Most Americans have not assimilated the official term of “clean labeling,” but they definitely have preferences when it comes to what they see on food packaging designs.
Food packaging designs should be eye-catching and informative.
In a nutshell, Americans want their foods to do as little harm (to themselves and the environment) as possible. They want a minimum of additives and artificial preservatives and minimal processing, and they want to be able to recognize the things listed in ingredient lists.
At the same time, however, they will not compromise on food taste, appearance, or how it feels in their mouth. A majority (71 percent) say they are willing to pay a premium for products that align themselves with sustainability goals.
Trends in Consumer Preferences
“Clean labeling” essentially means making labels easy to understand, easy to read, and richly communicative. It is a tall order, for sure! Nearly half of consumers look at ingredient lists before choosing products, and nearly one-quarter say they are influenced by health claims made on food packaging designs.
Brands, in turn, need to call attention to any health benefits their products can claim, such as lack of artificial ingredients, preservatives, or additives. In fact, the “active and intelligent packaging market” is expected to be worth nearly $10 billion annually by the end of 2021.
Food Packaging Design Touting Health Benefits
Since 85 percent of the market for active and intelligent packaging is in the United States, it makes sense that American food packaging design should focus on health benefits. Indeed, in 2016, more than 4,500 new products qualified to carry the USDA designation of “no additives or preservatives” on their labels. Additionally, designations like GMO-free, organic, and gluten-free have become more popular in recent years.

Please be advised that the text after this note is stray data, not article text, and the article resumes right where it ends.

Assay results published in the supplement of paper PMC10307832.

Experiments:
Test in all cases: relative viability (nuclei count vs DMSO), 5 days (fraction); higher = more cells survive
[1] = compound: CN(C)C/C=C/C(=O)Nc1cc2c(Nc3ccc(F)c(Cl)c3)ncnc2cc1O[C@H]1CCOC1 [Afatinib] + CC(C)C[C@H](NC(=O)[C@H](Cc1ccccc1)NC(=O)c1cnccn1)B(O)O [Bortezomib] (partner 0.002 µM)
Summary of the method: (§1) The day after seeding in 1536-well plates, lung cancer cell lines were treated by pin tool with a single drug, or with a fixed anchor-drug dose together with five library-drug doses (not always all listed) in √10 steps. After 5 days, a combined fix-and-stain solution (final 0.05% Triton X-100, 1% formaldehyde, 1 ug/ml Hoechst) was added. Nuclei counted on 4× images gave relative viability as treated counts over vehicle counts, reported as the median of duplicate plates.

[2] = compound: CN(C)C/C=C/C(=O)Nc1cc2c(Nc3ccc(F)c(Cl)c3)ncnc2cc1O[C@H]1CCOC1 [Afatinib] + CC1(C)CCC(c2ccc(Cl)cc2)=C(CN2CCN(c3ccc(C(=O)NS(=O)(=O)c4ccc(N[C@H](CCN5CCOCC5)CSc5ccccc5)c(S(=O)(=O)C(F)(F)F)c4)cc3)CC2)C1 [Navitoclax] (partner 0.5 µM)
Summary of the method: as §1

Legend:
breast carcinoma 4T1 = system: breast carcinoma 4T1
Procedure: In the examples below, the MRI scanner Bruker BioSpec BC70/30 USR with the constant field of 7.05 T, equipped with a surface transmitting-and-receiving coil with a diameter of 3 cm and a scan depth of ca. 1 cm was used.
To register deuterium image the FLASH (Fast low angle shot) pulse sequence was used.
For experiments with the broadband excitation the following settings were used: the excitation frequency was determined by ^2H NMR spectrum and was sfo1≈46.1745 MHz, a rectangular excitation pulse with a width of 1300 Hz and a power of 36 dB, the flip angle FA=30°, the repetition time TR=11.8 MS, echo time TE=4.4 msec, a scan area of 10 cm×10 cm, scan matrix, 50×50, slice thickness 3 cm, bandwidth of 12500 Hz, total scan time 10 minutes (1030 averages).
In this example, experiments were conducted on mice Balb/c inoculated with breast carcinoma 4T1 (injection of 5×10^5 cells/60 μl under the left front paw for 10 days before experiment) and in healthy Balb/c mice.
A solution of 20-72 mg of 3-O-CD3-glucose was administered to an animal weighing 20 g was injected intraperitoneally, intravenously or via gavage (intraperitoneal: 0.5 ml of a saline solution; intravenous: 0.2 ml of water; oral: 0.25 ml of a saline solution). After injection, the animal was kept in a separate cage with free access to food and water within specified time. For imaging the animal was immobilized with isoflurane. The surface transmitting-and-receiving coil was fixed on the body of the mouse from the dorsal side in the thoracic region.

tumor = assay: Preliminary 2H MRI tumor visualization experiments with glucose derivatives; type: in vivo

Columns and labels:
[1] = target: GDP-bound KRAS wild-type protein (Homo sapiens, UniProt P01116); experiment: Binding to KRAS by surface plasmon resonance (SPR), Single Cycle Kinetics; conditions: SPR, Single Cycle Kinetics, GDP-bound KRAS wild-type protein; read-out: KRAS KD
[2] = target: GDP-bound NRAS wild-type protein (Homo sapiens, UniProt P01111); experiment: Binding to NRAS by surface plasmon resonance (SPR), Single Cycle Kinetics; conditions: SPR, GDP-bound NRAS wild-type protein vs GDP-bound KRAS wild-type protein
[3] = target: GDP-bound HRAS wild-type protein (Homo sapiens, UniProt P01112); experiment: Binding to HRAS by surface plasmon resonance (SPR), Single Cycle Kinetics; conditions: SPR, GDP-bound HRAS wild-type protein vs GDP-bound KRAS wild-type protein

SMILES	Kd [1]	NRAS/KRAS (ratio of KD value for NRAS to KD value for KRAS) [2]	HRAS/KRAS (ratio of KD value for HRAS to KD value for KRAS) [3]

But it is not just their own health about which the typical consumer is concerned. Consumers want the brands they love to help keep the planet healthy, and they crave information on food packaging designs about brands’ commitment to sustainability. Brands that can appeal both to consumers’ desire for healthier, less-processed food and sustainable products and packaging can gain an advantage over competitors that cannot.
Brands should not be shy about sharing facts that appeal to consumer health and sustainability preferences.
The Formula for Pleasing Customers at the Store Shelf
Though the specifics, of course, differ with the product and brand, what consumers want to see on retailer shelves is fairly straightforward. They want to see a favorite brand’s logo, text claims as to health benefits and sustainability, and they want to see how to access additional information, such as on a website, social media page, or by scanning a QR code.
When consumers see these elements in food packaging design, they feel empowered. They feel especially empowered when they have access to tools (which also may accessible by QR code or similar technology) that allow them to truth-check the claims on the products they choose.
Clean Labeling without Compromising Taste: A Balancing Act
Consumers want clean labeling, and they want to know what is in the foods they eat, and where the ingredients came from if possible. However, they do not want to compromise on taste, which means brands that want to remain popular and relevant may have to step up their game in order to deliver the taste, texture, and appearance that consumers want while stripping out the additives and artificial ingredients that they do not want.
Brands that are able to make health claims about their products, or to say that they are made without artificial colors or flavors should do so clearly and confidently. Likewise, brands with strong commitments to sustainability throughout the supply chain should state this on their labels. People crave information, and since this is the Information Age, it stands to reason that the food brands that keep consumers informed while appealing to their senses with outstanding products and packaging designs will have competitive advantages over brands that do not make the effort of doing so.
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